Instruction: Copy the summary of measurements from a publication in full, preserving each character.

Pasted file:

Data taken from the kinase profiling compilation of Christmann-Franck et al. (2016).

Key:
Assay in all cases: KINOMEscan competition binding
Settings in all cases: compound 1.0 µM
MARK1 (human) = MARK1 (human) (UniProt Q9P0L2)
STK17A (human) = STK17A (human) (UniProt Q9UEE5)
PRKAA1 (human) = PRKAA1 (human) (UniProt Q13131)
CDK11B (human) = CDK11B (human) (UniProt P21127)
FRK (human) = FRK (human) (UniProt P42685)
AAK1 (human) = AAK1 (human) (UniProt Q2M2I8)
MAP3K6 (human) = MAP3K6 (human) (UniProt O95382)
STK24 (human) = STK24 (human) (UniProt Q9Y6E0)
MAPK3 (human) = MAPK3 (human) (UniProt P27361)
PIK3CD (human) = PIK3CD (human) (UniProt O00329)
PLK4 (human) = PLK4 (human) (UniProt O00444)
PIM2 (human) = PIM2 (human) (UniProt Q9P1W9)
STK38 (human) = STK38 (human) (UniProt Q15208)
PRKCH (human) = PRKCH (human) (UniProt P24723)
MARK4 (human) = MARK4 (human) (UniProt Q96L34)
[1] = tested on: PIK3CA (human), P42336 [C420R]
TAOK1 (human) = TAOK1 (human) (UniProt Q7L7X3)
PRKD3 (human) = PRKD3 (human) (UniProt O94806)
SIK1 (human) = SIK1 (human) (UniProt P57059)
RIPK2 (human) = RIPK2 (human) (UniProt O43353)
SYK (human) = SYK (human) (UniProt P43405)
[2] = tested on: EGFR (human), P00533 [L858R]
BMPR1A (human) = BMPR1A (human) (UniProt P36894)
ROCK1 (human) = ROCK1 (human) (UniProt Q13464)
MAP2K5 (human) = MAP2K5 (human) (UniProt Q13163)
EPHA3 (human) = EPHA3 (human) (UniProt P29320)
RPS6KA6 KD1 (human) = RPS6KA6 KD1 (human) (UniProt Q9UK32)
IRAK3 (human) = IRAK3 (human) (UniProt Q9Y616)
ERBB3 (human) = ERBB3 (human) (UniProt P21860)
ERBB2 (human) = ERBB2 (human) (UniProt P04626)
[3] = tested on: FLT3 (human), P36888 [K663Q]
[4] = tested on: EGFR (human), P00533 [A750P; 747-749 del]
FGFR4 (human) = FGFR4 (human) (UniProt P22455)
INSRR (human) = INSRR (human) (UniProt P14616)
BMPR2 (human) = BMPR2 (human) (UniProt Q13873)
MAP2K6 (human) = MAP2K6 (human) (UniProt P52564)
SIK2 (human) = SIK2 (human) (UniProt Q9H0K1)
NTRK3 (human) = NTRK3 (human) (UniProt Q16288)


Data taken from the kinase profiling compilation of Christmann-Franck et al. (2016).

Key:
Assay in all cases: KINOMEscan competition binding
Settings in all cases: compound 1.0 µM
MARK1 (human) = MARK1 (human) (UniProt Q9P0L2)
STK17A (human) = STK17A (human) (UniProt Q9UEE5)
PRKAA1 (human) = PRKAA1 (human) (UniProt Q13131)
CDK11B (human) = CDK11B (human) (UniProt P21127)
FRK (human) = FRK (human) (UniProt P42685)
AAK1 (human) = AAK1 (human) (UniProt Q2M2I8)
MAP3K6 (human) = MAP3K6 (human) (UniProt O95382)
STK24 (human) = STK24 (human) (UniProt Q9Y6E0)
MAPK3 (human) = MAPK3 (human) (UniProt P27361)
PIK3CD (human) = PIK3CD (human) (UniProt O00329)
PLK4 (human) = PLK4 (human) (UniProt O00444)
PIM2 (human) = PIM2 (human) (UniProt Q9P1W9)
STK38 (human) = STK38 (human) (UniProt Q15208)
PRKCH (human) = PRKCH (human) (UniProt P24723)
MARK4 (human) = MARK4 (human) (UniProt Q96L34)
[1] = tested on: PIK3CA (human), P42336 [C420R]
TAOK1 (human) = TAOK1 (human) (UniProt Q7L7X3)
PRKD3 (human) = PRKD3 (human) (UniProt O94806)
SIK1 (human) = SIK1 (human) (UniProt P57059)
RIPK2 (human) = RIPK2 (human) (UniProt O43353)
SYK (human) = SYK (human) (UniProt P43405)
[2] = tested on: EGFR (human), P00533 [L858R]
BMPR1A (human) = BMPR1A (human) (UniProt P36894)
ROCK1 (human) = ROCK1 (human) (UniProt Q13464)
MAP2K5 (human) = MAP2K5 (human) (UniProt Q13163)
EPHA3 (human) = EPHA3 (human) (UniProt P29320)
RPS6KA6 KD1 (human) = RPS6KA6 KD1 (human) (UniProt Q9UK32)
IRAK3 (human) = IRAK3 (human) (UniProt Q9Y616)
ERBB3 (human) = ERBB3 (human) (UniProt P21860)
ERBB2 (human) = ERBB2 (human) (UniProt P04626)
[3] = tested on: FLT3 (human), P36888 [K663Q]
[4] = tested on: EGFR (human), P00533 [A750P; 747-749 del]
FGFR4 (human) = FGFR4 (human) (UniProt P22455)
INSRR (human) = INSRR (human) (UniProt P14616)
BMPR2 (human) = BMPR2 (human) (UniProt Q13873)
MAP2K6 (human) = MAP2K6 (human) (UniProt P52564)
SIK2 (human) = SIK2 (human) (UniProt Q9H0K1)
NTRK3 (human) = NTRK3 (human) (UniProt Q16288)